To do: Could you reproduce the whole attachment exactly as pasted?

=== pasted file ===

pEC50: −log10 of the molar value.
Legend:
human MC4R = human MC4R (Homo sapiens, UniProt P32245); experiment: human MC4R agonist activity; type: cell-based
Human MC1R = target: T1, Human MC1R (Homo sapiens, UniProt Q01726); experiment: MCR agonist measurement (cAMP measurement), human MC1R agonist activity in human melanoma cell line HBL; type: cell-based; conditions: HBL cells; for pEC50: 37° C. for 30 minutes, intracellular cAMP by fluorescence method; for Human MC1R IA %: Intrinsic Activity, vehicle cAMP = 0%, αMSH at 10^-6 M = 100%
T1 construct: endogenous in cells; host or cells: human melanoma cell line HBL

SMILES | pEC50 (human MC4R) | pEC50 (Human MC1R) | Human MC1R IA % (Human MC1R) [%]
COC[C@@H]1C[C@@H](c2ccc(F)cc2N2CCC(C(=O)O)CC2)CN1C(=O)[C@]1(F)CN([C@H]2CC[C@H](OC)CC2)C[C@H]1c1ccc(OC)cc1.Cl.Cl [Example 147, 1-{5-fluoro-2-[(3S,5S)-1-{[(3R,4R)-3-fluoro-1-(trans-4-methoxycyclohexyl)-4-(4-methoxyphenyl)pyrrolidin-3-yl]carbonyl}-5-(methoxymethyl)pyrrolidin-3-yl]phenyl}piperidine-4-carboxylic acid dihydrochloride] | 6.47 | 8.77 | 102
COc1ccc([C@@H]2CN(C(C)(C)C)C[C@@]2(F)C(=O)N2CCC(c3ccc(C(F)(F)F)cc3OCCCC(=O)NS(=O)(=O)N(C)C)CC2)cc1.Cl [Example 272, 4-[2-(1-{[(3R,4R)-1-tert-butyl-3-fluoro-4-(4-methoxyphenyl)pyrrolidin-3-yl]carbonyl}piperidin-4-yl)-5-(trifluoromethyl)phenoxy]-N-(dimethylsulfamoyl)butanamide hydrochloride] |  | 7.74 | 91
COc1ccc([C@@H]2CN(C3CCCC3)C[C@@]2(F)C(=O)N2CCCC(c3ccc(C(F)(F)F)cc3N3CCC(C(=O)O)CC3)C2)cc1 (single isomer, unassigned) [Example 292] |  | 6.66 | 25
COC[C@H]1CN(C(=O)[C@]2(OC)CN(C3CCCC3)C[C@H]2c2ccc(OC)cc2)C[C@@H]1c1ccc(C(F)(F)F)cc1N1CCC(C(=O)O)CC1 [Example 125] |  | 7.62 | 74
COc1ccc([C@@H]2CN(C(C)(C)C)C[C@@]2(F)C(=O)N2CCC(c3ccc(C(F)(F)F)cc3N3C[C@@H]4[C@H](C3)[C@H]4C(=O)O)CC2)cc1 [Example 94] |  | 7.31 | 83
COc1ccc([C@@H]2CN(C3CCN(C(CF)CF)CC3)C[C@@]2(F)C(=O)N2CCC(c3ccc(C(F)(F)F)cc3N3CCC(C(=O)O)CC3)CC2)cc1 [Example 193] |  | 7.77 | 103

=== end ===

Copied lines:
pEC50: −log10 of the molar value.
Legend:
human MC4R = human MC4R (Homo sapiens, UniProt P32245); experiment: human MC4R agonist activity; type: cell-based
Human MC1R = target: T1, Human MC1R (Homo sapiens, UniProt Q01726); experiment: MCR agonist measurement (cAMP measurement), human MC1R agonist activity in human melanoma cell line HBL; type: cell-based; conditions: HBL cells; for pEC50: 37° C. for 30 minutes, intracellular cAMP by fluorescence method; for Human MC1R IA %: Intrinsic Activity, vehicle cAMP = 0%, αMSH at 10^-6 M = 100%
T1 construct: endogenous in cells; host or cells: human melanoma cell line HBL

SMILES | pEC50 (human MC4R) | pEC50 (Human MC1R) | Human MC1R IA % (Human MC1R) [%]
COC[C@@H]1C[C@@H](c2ccc(F)cc2N2CCC(C(=O)O)CC2)CN1C(=O)[C@]1(F)CN([C@H]2CC[C@H](OC)CC2)C[C@H]1c1ccc(OC)cc1.Cl.Cl [Example 147, 1-{5-fluoro-2-[(3S,5S)-1-{[(3R,4R)-3-fluoro-1-(trans-4-methoxycyclohexyl)-4-(4-methoxyphenyl)pyrrolidin-3-yl]carbonyl}-5-(methoxymethyl)pyrrolidin-3-yl]phenyl}piperidine-4-carboxylic acid dihydrochloride] | 6.47 | 8.77 | 102
COc1ccc([C@@H]2CN(C(C)(C)C)C[C@@]2(F)C(=O)N2CCC(c3ccc(C(F)(F)F)cc3OCCCC(=O)NS(=O)(=O)N(C)C)CC2)cc1.Cl [Example 272, 4-[2-(1-{[(3R,4R)-1-tert-butyl-3-fluoro-4-(4-methoxyphenyl)pyrrolidin-3-yl]carbonyl}piperidin-4-yl)-5-(trifluoromethyl)phenoxy]-N-(dimethylsulfamoyl)butanamide hydrochloride] |  | 7.74 | 91
COc1ccc([C@@H]2CN(C3CCCC3)C[C@@]2(F)C(=O)N2CCCC(c3ccc(C(F)(F)F)cc3N3CCC(C(=O)O)CC3)C2)cc1 (single isomer, unassigned) [Example 292] |  | 6.66 | 25
COC[C@H]1CN(C(=O)[C@]2(OC)CN(C3CCCC3)C[C@H]2c2ccc(OC)cc2)C[C@@H]1c1ccc(C(F)(F)F)cc1N1CCC(C(=O)O)CC1 [Example 125] |  | 7.62 | 74
COc1ccc([C@@H]2CN(C(C)(C)C)C[C@@]2(F)C(=O)N2CCC(c3ccc(C(F)(F)F)cc3N3C[C@@H]4[C@H](C3)[C@H]4C(=O)O)CC2)cc1 [Example 94] |  | 7.31 | 83
COc1ccc([C@@H]2CN(C3CCN(C(CF)CF)CC3)C[C@@]2(F)C(=O)N2CCC(c3ccc(C(F)(F)F)cc3N3CCC(C(=O)O)CC3)CC2)cc1 [Example 193] |  | 7.77 | 103